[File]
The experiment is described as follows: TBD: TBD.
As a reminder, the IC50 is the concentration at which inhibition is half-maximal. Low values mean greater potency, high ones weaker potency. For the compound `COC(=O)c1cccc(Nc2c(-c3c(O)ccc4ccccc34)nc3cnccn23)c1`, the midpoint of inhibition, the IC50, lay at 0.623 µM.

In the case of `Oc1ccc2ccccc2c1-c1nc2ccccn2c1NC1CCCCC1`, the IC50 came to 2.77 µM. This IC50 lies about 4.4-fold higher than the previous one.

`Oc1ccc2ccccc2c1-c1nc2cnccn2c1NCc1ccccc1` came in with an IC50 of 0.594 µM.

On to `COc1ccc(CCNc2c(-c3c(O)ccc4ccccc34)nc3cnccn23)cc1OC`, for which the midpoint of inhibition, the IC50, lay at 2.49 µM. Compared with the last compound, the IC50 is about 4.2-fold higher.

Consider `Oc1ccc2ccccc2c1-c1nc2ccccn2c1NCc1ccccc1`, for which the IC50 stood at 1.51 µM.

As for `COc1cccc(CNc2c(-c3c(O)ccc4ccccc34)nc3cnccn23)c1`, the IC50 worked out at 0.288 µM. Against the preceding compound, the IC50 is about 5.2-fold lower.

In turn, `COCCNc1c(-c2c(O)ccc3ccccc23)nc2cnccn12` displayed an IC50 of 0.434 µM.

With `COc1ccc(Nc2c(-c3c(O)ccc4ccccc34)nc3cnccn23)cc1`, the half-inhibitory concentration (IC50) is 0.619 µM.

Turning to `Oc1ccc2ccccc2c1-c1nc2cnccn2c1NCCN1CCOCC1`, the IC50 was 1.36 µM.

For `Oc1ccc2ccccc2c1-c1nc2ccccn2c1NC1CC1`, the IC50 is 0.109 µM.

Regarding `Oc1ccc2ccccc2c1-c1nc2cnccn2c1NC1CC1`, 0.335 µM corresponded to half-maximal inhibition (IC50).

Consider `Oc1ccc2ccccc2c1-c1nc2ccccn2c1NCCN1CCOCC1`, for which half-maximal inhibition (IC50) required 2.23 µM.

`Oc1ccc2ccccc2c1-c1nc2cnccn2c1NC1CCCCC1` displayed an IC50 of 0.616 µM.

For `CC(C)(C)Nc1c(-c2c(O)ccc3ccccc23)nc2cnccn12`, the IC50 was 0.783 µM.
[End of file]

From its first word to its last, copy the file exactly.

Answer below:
The experiment is described as follows: TBD: TBD.
As a reminder, the IC50 is the concentration at which inhibition is half-maximal. Low values mean greater potency, high ones weaker potency. For the compound `COC(=O)c1cccc(Nc2c(-c3c(O)ccc4ccccc34)nc3cnccn23)c1`, the midpoint of inhibition, the IC50, lay at 0.623 µM.

In the case of `Oc1ccc2ccccc2c1-c1nc2ccccn2c1NC1CCCCC1`, the IC50 came to 2.77 µM. This IC50 lies about 4.4-fold higher than the previous one.

`Oc1ccc2ccccc2c1-c1nc2cnccn2c1NCc1ccccc1` came in with an IC50 of 0.594 µM.

On to `COc1ccc(CCNc2c(-c3c(O)ccc4ccccc34)nc3cnccn23)cc1OC`, for which the midpoint of inhibition, the IC50, lay at 2.49 µM. Compared with the last compound, the IC50 is about 4.2-fold higher.

Consider `Oc1ccc2ccccc2c1-c1nc2ccccn2c1NCc1ccccc1`, for which the IC50 stood at 1.51 µM.

As for `COc1cccc(CNc2c(-c3c(O)ccc4ccccc34)nc3cnccn23)c1`, the IC50 worked out at 0.288 µM. Against the preceding compound, the IC50 is about 5.2-fold lower.

In turn, `COCCNc1c(-c2c(O)ccc3ccccc23)nc2cnccn12` displayed an IC50 of 0.434 µM.

With `COc1ccc(Nc2c(-c3c(O)ccc4ccccc34)nc3cnccn23)cc1`, the half-inhibitory concentration (IC50) is 0.619 µM.

Turning to `Oc1ccc2ccccc2c1-c1nc2cnccn2c1NCCN1CCOCC1`, the IC50 was 1.36 µM.

For `Oc1ccc2ccccc2c1-c1nc2ccccn2c1NC1CC1`, the IC50 is 0.109 µM.

Regarding `Oc1ccc2ccccc2c1-c1nc2cnccn2c1NC1CC1`, 0.335 µM corresponded to half-maximal inhibition (IC50).

Consider `Oc1ccc2ccccc2c1-c1nc2ccccn2c1NCCN1CCOCC1`, for which half-maximal inhibition (IC50) required 2.23 µM.

`Oc1ccc2ccccc2c1-c1nc2cnccn2c1NC1CCCCC1` displayed an IC50 of 0.616 µM.

For `CC(C)(C)Nc1c(-c2c(O)ccc3ccccc23)nc2cnccn12`, the IC50 was 0.783 µM.